These boards will also be less regulated in terms of the qualifications of the frontline health staff their services must employ, what they must pay them, and how they hand out contracts to private firms, as the BMA, trade unions, some MPs and campaigners have noted.

More than one way to privatise healthcare

Much in the bill cements the current direction of travel, it’s true. And that direction is the wrong one.

Already, one in five people is now being forced to pay privately for the healthcare they need, according to openDemocracy’s recent survey of 7,000 readers, with our findings borne out by other polls.

So even if the NHS itself remains “free at the point of use”, as government MPs like to reassure us it will – we’ll nonetheless see more people forced to go private.

There’s more than one way to privatise healthcare – as the right-wing think tanks and their supporters know – and the government is prepared to distort figures and language to achieve it.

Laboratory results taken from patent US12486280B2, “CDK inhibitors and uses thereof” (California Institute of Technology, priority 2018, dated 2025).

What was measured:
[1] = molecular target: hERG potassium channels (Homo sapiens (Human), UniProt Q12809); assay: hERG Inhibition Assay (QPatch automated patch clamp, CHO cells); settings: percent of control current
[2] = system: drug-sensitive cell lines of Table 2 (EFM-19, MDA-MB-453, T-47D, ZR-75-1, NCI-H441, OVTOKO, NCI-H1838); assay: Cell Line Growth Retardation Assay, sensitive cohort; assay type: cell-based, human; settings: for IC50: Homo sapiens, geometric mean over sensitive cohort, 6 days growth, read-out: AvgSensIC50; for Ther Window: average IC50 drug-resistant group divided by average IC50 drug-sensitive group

The power to decide what the NHS offers is being handed to unaccountable boards

MPs use the language of ‘sustainability’ and post-COVID ‘recovery’ to obscure what they think is really sustainable – reducing the NHS, over time, to a minimalistic fall-back option for those who can afford nothing else. A health service scavenged from by a range of private firms selling ‘solutions’ and backed up by a range of self-pay and insurance options for those who have the cash to do so.

To the think tankers and their friends in private health and insurance, such a direction of travel is just as effective – and politically easier – than selling it off in one fell swoop and introducing cash tills at the doors of NHS hospitals.

Leading off for the government in today’s Lords debate is Lord Kamall, who was until recently, the research director of the right-wing Institute of Economic Affairs.

I expect Lord Kamall will talk eloquently about how this bill makes the NHS more sustainable, accountable, modern and efficient.

But peers who cannot actually explain what that means – what this bill will do, in principle – should not vote for it.